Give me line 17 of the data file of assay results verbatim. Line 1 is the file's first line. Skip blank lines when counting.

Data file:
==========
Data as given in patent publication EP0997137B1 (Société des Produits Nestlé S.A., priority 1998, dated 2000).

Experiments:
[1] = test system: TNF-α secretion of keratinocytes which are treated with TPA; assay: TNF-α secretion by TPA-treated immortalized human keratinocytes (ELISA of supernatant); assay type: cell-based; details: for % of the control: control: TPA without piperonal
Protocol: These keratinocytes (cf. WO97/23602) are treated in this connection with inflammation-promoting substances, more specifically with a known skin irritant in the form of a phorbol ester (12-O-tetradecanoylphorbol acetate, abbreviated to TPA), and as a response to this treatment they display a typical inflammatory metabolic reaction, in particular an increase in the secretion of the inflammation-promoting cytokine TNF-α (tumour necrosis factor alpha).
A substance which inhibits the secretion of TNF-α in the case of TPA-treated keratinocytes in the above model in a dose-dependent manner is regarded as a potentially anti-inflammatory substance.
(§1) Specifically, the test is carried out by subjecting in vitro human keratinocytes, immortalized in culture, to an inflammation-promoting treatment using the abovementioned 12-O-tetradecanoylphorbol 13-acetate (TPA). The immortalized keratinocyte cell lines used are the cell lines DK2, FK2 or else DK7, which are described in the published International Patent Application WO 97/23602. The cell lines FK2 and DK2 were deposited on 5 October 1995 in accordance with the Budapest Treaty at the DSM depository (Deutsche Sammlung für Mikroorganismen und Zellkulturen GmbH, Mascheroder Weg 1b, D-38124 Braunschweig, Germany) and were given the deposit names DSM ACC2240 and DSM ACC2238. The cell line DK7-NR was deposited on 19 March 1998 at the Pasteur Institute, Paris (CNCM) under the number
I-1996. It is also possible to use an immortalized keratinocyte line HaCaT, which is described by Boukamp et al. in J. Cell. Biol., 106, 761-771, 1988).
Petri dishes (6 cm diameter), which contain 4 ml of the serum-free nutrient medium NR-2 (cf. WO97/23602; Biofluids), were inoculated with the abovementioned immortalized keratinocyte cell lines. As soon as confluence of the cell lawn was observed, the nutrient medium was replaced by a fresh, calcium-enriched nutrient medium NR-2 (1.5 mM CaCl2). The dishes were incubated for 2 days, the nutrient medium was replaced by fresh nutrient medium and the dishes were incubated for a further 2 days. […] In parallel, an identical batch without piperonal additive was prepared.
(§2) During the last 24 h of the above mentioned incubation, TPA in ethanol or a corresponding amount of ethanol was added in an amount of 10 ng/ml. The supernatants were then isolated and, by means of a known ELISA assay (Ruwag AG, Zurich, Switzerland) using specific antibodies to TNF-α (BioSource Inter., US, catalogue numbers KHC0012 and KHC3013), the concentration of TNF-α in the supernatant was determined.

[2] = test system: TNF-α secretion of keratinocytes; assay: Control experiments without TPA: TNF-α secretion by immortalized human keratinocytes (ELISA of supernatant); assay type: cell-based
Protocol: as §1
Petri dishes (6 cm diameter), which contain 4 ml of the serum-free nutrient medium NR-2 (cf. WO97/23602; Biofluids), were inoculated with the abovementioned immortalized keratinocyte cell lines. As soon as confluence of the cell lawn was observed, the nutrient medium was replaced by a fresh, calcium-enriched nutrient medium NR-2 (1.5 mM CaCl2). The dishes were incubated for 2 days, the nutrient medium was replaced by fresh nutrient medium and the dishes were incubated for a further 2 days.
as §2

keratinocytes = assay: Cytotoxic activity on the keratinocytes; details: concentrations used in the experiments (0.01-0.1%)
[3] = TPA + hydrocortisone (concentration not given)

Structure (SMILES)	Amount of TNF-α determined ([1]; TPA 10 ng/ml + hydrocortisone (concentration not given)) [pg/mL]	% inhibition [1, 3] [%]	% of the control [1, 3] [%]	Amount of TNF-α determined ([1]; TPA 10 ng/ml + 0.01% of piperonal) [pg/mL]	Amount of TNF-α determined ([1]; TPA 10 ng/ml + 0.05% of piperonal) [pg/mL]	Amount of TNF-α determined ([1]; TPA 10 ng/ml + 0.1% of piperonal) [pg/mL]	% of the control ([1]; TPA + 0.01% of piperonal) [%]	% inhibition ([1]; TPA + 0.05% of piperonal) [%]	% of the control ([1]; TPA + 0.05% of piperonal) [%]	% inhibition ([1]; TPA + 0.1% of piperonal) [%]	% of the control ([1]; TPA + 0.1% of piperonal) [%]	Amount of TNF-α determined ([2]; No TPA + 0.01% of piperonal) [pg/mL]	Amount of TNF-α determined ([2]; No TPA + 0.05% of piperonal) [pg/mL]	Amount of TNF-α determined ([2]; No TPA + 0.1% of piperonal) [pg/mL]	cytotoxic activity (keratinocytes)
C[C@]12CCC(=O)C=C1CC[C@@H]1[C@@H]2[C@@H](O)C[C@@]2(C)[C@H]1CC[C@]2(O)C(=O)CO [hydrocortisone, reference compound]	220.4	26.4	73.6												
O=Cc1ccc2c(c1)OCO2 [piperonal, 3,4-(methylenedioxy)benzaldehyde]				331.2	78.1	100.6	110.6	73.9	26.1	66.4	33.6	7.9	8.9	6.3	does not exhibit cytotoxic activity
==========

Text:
C[C@]12CCC(=O)C=C1CC[C@@H]1[C@@H]2[C@@H](O)C[C@@]2(C)[C@H]1CC[C@]2(O)C(=O)CO [hydrocortisone, reference compound]	220.4	26.4	73.6												